It is also important for Hawaiians to be able to recognize signs that might suggest a friend or family member is having a stroke, Koenig said. Those can include sudden numbness or weakness in the face, arm, or leg, especially on one side of the body; confusion; difficulty speaking; difficulty understanding speech; decreased vision; dizziness; loss of balance; lack of coordination; and difficulty walking.

“It typically affects one side of the body and not both sides,” Koenig said. “Stroke can manifest in different ways so it’s important to recognize the signs. Ask for the patient to smile and look for symmetry. Check for speech problems. Minutes count and we need to be able to restore blood flow to the brain as fast as possible.”

Kevin Rhinehart, Executive Director of Stroke Survivors CAN!, had an acute stroke in January 2012. He recovered, and now runs in triathlons and marathons to help show other stroke survivors they can be successful. He said grieving is an important part of recovery.

“I found help through grieving, community, and vision,” Rhinehart said. “It’s a daily and lifelong process. I can stop any time and lose sight of hope. Occasionally, I take a break from hope, but overall I choose to pursue hope.”

Grieving occurs in several stages, Rhinehart said. The first stage is denial.

“I went through denial because the first few days I was in the ICU, people were talking about the stroke but I didn’t hear,” he said. “It wasn’t until I went to the rehab hospital that I came to see in black and white that I had a stroke. Another part of denial is [being] unaware that my life had been so altered.”

The second stage of grieving is anger, Rhinehart said. He was angry that his stroke interfered with his life of working at his psychotherapy practice and playing music.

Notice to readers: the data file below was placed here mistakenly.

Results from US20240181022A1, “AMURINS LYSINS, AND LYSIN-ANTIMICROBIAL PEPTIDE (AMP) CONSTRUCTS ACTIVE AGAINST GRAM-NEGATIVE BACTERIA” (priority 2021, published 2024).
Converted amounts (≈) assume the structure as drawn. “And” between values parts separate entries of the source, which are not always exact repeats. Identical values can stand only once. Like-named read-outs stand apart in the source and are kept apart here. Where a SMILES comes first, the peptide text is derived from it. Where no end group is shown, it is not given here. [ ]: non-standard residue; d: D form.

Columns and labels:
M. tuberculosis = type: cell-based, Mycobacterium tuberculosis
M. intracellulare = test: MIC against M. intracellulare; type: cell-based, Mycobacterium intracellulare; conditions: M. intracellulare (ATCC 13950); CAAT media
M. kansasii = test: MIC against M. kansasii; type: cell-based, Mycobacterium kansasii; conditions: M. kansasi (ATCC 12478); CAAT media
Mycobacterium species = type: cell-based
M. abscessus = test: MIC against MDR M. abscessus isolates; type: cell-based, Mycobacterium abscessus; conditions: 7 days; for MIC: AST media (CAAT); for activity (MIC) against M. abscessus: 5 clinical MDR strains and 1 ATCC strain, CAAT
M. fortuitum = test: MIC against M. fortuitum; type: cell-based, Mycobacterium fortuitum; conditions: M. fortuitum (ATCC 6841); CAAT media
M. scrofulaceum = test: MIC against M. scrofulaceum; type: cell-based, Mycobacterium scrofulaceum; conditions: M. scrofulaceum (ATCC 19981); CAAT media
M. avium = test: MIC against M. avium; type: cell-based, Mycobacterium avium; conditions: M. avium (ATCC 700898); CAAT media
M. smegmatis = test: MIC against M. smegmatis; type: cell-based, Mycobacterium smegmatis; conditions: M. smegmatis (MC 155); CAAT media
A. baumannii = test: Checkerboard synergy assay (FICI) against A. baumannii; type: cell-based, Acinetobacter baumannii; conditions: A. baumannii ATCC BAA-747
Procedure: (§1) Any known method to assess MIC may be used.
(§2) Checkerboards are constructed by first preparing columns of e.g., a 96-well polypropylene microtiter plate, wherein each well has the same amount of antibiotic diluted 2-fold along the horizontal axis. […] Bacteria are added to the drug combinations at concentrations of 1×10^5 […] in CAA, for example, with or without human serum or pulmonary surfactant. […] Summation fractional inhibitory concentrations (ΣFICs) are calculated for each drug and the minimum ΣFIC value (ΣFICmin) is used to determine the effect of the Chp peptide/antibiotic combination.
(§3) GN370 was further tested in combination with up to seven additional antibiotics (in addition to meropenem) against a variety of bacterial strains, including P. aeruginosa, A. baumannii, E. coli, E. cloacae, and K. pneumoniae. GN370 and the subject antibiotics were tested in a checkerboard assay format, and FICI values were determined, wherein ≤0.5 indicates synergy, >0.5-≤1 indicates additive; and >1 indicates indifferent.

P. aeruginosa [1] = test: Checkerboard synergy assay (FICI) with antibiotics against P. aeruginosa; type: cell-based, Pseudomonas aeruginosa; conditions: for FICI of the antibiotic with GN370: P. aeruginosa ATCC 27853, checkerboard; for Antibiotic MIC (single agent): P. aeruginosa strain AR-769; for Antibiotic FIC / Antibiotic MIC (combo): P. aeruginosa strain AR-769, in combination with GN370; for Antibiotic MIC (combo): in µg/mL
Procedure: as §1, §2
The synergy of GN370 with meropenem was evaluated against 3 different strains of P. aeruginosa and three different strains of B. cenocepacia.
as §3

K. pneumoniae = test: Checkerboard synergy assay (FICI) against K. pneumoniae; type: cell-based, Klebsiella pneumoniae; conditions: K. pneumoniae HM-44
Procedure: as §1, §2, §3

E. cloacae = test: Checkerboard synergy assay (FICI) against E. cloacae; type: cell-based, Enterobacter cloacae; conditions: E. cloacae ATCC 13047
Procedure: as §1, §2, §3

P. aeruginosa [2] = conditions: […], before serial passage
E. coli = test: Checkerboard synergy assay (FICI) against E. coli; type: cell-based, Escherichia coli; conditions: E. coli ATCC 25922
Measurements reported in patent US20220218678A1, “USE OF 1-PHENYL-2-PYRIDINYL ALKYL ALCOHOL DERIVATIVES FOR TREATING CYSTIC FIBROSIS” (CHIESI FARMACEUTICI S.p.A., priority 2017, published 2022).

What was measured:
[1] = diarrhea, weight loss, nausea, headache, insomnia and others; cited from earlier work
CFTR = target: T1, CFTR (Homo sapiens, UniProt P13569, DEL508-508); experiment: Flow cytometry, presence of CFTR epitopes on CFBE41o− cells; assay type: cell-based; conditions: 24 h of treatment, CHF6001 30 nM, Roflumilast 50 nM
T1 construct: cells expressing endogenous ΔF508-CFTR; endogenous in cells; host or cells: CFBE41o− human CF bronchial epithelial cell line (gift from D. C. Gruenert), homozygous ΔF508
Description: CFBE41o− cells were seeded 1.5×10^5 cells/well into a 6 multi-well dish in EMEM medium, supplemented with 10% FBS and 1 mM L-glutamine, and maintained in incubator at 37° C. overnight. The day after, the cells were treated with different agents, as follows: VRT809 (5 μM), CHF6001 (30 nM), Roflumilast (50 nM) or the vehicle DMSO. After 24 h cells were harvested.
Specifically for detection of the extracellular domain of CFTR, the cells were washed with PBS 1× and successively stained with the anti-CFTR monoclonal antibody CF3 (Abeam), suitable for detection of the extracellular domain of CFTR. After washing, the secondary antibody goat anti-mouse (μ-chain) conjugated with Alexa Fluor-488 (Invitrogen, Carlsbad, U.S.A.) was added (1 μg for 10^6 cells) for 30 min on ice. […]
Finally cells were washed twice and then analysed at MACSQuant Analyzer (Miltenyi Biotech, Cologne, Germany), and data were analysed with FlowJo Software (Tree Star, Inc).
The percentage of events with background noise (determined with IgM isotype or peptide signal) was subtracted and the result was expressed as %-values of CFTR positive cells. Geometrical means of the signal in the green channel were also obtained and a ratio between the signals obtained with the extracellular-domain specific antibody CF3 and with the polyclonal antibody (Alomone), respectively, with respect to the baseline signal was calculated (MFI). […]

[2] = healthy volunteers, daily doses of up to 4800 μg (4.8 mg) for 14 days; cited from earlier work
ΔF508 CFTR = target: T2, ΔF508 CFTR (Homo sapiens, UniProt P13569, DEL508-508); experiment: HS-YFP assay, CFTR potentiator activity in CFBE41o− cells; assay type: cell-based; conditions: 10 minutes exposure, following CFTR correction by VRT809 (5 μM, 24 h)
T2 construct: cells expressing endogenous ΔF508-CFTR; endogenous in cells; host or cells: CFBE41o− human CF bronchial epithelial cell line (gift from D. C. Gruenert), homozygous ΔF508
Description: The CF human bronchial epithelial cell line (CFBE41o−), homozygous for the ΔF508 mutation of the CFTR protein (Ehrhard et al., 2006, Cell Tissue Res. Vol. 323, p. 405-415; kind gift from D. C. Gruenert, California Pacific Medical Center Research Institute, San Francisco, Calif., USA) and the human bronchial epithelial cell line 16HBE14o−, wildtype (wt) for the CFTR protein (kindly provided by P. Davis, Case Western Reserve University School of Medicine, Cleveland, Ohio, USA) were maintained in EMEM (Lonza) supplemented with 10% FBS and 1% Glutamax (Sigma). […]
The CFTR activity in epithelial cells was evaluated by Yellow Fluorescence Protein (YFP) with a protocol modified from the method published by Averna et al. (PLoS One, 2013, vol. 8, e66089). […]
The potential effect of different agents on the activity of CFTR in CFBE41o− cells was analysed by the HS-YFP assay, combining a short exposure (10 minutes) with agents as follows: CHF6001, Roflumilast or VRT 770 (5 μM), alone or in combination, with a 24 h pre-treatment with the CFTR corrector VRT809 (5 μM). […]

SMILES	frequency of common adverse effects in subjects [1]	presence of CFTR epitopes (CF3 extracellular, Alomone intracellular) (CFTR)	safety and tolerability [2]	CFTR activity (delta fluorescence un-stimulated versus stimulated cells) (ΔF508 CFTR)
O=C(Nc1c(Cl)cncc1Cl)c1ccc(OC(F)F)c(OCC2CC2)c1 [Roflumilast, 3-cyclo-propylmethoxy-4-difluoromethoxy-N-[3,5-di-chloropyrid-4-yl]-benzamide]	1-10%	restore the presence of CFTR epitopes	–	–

“This is really about fear of being vulnerable, rejected, and useless,” he said. “And I really felt fear. I didn’t know if I would be able to live independently. I was afraid of losing my practice, and I did, but it’s all fear. And being a psychotherapist I recognized that anger is a disguise for fear.”

The third step of grieving is bargaining, and the fourth is depression, Rhinehart said. 

“It took a while to have a new reality set in,” he said. “I wasn’t going to go back to work. I wasn’t going to be able to play bass. And the new reality, I rebelled against that because that was not what I wanted. This, for me, took the longest of the four stages. And I wasn’t visibly depressed. I wasn’t crying. But I was isolating, and that’s a warning sign.”

Once stroke survivors accept their new life circumstances, they can form a vision for their life, Rhinehart said.

“The final ingredient of finding hope is the role of vision,” he said. “So many stroke survivors lose their sense of vision. They are in a place of, ‘Life is over and I’m useless and I would rather die or watch TV 24/7.’ But what gave you vision before you had your stroke, and is there anything you can use here? 

Go to a list of strengths before your stroke and apply them after your stroke because you are the same person. Granted, you are in a different place but your strengths have not left you. And look within. Although you have a stroke or work with someone who had a stroke, hope is an invaluable asset to maintain.”